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Question: We have a board member who has missed the last three meetings, all of which were very important. One was to meet the HOA manager candidates, another was to select our new manager and the last was to approve our annual budget. He has come in late on numerous occasions and never reviews the agenda and related material ahead of time. He has two years left on his term. What can be done to get him off the board?

Answer: The board president needs to have a heart to heart with him. When he ran for office, he agreed to serve the interests of the HOA members. He clearly is not fulfilling his obligation. Either he now is willing or he is not. If he is, great! He can do that by attending future meetings regularly and by making informed decisions. If he is not willing, he should voluntarily step down so the board can appoint someone that is. If he refuses to step down, there is little that can be done unless an appropriate number of owners (according to the governing documents) votes to remove him. But most slackers, when properly challenged, will step down voluntarily.

Question: I have just read one of your articles that stated: "If the reserve fund Percent Funded is below 100%, implement a funding strategy to increase that level to the 100% goal as soon as possible."

From my research, reserve study specialists often recommend that reserves be 100% funded but add that the law does not require they be 100% funded. Our management company acknowledges the 100% funding recommendation, but states that it is not necessary. My question is there a "Percent Funded" that is a widely accepted as the "should be" level?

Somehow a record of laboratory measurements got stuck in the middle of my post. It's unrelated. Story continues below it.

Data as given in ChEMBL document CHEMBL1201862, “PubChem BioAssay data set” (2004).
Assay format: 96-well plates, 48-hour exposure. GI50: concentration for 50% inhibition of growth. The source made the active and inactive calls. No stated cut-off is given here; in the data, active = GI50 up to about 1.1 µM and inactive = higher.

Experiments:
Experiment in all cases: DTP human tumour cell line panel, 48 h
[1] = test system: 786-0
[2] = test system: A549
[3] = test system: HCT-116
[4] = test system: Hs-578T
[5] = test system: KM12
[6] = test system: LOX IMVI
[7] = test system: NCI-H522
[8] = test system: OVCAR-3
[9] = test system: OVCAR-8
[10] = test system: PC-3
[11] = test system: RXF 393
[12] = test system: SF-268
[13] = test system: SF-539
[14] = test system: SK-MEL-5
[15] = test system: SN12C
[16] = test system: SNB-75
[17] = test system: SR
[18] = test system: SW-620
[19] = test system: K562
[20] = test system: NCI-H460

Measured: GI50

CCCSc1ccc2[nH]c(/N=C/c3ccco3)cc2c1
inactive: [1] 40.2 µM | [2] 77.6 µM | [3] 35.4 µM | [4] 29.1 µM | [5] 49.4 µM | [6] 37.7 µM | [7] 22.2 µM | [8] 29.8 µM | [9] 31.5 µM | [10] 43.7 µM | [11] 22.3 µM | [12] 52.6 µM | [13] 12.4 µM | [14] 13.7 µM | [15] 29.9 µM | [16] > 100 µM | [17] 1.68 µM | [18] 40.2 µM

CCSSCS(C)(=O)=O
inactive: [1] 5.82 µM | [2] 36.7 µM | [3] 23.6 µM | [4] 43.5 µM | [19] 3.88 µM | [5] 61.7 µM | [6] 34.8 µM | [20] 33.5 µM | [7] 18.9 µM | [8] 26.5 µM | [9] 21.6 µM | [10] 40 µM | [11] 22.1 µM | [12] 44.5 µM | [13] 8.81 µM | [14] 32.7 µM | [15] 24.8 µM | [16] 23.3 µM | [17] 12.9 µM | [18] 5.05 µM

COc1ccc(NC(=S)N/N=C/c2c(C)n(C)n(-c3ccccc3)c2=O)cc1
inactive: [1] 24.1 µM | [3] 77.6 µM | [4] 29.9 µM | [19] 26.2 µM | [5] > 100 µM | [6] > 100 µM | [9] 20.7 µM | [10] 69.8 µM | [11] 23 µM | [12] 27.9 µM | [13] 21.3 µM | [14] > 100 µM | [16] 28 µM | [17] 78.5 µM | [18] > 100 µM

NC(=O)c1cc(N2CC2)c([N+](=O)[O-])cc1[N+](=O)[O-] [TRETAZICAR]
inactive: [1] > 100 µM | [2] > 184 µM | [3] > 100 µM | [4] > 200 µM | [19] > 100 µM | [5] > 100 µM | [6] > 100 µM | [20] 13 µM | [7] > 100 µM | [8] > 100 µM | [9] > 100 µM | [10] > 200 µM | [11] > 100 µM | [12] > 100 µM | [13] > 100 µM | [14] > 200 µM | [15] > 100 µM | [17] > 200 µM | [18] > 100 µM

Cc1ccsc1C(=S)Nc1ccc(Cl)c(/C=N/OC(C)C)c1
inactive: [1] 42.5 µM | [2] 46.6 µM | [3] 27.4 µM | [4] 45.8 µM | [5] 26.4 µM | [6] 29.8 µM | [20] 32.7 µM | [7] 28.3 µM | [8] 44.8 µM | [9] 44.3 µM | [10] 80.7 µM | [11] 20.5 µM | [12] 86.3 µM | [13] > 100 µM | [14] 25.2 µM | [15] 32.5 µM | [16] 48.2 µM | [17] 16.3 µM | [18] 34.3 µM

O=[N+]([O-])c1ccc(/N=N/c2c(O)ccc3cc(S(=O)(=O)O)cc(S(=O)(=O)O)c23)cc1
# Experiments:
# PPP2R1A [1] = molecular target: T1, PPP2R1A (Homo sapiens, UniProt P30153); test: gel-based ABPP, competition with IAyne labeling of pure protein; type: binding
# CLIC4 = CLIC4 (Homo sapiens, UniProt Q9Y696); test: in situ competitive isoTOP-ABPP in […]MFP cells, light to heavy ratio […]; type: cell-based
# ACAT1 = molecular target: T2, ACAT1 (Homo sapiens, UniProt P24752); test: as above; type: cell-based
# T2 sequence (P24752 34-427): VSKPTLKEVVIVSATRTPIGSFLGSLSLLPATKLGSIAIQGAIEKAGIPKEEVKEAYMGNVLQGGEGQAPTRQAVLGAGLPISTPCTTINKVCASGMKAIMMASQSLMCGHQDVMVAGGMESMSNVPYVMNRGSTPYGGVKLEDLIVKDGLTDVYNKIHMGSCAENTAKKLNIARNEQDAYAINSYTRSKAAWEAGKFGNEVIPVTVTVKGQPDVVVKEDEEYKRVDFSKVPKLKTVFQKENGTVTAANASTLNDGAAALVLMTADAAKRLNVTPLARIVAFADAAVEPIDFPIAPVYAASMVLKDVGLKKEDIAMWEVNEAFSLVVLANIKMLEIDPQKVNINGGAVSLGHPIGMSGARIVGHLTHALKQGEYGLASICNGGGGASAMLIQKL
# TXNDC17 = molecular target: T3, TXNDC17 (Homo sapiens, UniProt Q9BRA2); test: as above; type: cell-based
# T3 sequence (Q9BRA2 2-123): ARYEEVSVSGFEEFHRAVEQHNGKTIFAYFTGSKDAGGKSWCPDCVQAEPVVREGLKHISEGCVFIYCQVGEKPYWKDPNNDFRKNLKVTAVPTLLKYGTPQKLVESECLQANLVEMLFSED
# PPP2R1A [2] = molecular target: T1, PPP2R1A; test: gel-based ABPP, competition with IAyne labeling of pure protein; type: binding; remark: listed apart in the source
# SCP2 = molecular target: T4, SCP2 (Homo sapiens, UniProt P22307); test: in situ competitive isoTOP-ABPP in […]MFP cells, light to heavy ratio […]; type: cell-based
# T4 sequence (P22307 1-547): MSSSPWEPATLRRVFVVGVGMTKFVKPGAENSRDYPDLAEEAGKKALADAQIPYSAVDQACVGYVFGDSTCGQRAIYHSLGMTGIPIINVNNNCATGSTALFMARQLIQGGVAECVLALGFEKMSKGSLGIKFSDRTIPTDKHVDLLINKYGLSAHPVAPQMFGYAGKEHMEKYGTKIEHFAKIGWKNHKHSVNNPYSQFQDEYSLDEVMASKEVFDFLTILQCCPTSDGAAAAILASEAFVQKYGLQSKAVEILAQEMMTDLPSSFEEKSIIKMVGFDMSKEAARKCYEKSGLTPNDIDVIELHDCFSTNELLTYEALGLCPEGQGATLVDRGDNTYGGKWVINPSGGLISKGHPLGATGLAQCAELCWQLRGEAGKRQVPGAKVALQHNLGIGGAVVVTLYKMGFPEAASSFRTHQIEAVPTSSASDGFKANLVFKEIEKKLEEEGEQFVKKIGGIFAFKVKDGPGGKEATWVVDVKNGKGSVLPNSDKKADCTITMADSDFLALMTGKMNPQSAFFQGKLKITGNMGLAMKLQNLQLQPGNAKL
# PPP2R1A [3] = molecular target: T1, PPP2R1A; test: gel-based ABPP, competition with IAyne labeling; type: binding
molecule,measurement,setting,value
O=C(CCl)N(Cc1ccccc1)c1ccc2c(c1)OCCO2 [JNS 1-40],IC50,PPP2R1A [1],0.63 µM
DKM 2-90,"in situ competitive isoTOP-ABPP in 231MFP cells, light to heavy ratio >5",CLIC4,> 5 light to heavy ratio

Answer: There are two compelling reasons why reserves should be 100% funded each and every year: fairness and fiduciary duty. Consider the example of a 30 year roof that costs $300,000 to replace. Fully funding the roof reserve requires $10,000 per year ($300,000 ÷ 30 Years). In other words, as 1/30th of the roof is used up, 1/30th of its replacement cost should be set aside in reserves. If less than 1/30th of the cost is reserved each year, the shortage will have to made up by future owners.

It is normal for a certain percentage of ownerships to turnover each year. So, the owner roster in Year 1 will likely be different in Year 5, Year 15 and Year 30. The farther in the future a repair event takes place, the more likely different owners in the future will be asked to pay for what prior owners failed to pay. Those future owners are simply not financially responsible for paying for roof reserves prior to their ownership.

Secondly, the board has a fiduciary duty to protect the interests of all owners, current and future. Under funding reserves now is contrary to the interests of future owners. If the board transfers current owner obligations to future owners, it has failed its fiduciary duty.

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